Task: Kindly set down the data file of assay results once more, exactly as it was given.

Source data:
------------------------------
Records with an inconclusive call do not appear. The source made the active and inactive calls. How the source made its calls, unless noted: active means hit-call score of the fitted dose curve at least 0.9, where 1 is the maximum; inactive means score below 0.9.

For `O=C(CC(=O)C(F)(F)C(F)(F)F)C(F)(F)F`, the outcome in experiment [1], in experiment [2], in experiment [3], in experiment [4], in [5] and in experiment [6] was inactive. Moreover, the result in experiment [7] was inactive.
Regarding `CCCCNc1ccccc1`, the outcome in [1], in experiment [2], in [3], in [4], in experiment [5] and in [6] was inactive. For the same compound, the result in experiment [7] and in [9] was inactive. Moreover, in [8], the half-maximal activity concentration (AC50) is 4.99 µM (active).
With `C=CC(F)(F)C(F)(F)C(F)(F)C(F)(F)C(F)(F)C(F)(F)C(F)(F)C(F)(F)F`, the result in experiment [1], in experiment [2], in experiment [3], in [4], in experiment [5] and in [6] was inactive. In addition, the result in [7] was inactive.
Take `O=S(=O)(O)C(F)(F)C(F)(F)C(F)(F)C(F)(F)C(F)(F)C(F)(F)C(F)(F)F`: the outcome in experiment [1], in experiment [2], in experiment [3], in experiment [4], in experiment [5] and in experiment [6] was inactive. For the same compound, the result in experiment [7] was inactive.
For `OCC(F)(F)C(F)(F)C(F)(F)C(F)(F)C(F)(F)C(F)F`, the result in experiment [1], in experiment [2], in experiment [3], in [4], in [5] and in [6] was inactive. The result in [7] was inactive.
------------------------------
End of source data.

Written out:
Records with an inconclusive call do not appear. The source made the active and inactive calls. How the source made its calls, unless noted: active means hit-call score of the fitted dose curve at least 0.9, where 1 is the maximum; inactive means score below 0.9.

For `O=C(CC(=O)C(F)(F)C(F)(F)F)C(F)(F)F`, the outcome in experiment [1], in experiment [2], in experiment [3], in experiment [4], in [5] and in experiment [6] was inactive. Moreover, the result in experiment [7] was inactive.
Regarding `CCCCNc1ccccc1`, the outcome in [1], in experiment [2], in [3], in [4], in experiment [5] and in [6] was inactive. For the same compound, the result in experiment [7] and in [9] was inactive. Moreover, in [8], the half-maximal activity concentration (AC50) is 4.99 µM (active).
With `C=CC(F)(F)C(F)(F)C(F)(F)C(F)(F)C(F)(F)C(F)(F)C(F)(F)C(F)(F)F`, the result in experiment [1], in experiment [2], in experiment [3], in [4], in experiment [5] and in [6] was inactive. In addition, the result in [7] was inactive.
Take `O=S(=O)(O)C(F)(F)C(F)(F)C(F)(F)C(F)(F)C(F)(F)C(F)(F)C(F)(F)F`: the outcome in experiment [1], in experiment [2], in experiment [3], in experiment [4], in experiment [5] and in experiment [6] was inactive. For the same compound, the result in experiment [7] was inactive.
For `OCC(F)(F)C(F)(F)C(F)(F)C(F)(F)C(F)(F)C(F)F`, the result in experiment [1], in experiment [2], in experiment [3], in [4], in [5] and in [6] was inactive. The result in [7] was inactive.